SNP's 'shameless spin' and Liz Truss's questionable economics leave nation crying out for politicians who 'tell it like it is' – Scotsman comment

In the yellow corner, sits the SNP accused of “shameless spin” over nearly £3 billion of supposed cost-of-living help this year, some of which turned out to have been allocated under policies introduced so long ago that the Labour-Liberal Democrat coalition was in power.

During a court case, Alan Clark admitted he had been 'economical with the actualité' when answering a parliamentary question about arms exports to Iraq (Picture: PA)
During a court case, Alan Clark admitted he had been 'economical with the actualité' when answering a parliamentary question about arms exports to Iraq (Picture: PA)

And in the blue corner, sits Conservative leadership favourite Liz Truss who is promising tax cuts based on £30 billion of ‘headroom’ in the government kitty despite the fact that, as economist John McLaren pointed out in Thursday’s Scotsman, soaring inflation and likely increases in both defence and NHS funding will all eat into those funds. “Who might suffer in order to square the circle? Probably the usual suspects, with local government at the front of the queue,” he wrote.

Political pugilism can be a rough game and there often isn’t a referee to intervene to keep the contests clean, which provides an incentive for one side to be at least as devious as the other. To be, as the late Conservative politician Alan Clark put it, “economical with the actualité” when the occasion seems to demand it.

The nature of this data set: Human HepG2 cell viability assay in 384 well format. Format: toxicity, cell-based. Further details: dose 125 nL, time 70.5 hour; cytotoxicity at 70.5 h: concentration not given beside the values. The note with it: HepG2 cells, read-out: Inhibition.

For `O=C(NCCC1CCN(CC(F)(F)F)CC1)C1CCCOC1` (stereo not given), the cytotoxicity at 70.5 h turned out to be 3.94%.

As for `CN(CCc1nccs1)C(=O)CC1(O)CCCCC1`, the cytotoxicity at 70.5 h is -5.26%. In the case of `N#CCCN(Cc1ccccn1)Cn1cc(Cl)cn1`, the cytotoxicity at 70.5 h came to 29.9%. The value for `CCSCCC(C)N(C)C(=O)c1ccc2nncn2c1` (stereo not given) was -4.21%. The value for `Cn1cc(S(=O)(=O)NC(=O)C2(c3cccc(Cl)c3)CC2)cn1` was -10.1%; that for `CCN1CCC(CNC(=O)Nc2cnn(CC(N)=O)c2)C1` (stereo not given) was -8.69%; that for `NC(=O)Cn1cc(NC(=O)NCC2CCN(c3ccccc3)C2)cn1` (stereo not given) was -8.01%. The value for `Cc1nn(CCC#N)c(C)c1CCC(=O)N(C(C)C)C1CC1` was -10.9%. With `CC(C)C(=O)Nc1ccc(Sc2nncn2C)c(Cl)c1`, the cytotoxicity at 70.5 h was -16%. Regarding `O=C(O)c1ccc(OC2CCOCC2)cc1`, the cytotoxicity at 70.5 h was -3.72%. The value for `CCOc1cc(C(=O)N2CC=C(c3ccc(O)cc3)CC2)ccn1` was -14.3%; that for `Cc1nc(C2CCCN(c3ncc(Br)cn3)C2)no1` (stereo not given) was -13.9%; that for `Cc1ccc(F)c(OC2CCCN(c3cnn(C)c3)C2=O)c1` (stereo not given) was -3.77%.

Fortunately for voters in Scotland, the impartial Scottish Parliament Information Centre (Spice) was on hand to challenge the Scottish Government’s claim to have allocated almost £3 billion in this financial year to help people deal with the cost-of-living crisis.

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SNP ministers accused of 'shameless spin' over cost of living help

Spice accepted that “all of the policies listed do help reduce costs for families and households in some way”, but added that “a list of measures announced specifically in response to the current increase in inflation would be quite a bit shorter”. Using the Scottish Government’s method, “you might include the entire social security system, the NHS and a lot more,” it added.

This prompted Scottish Conservative social justice spokesman Miles Briggs to criticise SNP ministers for “shameless spin”, which seems a fair criticism.

But members of all parties should perhaps look first to set their own houses in order, before casting aspersions at others. Expressing constant outrage at the bad behaviour of opponents, while overlooking their own, will only damage democracy.

With the demise of a mendacious Prime Minister, it is time for politicians who eschew low blows, cheap shots and other skulduggery and are prepared to give the public what they want: straightforward, plain and simple, “tell it like it is” honesty.

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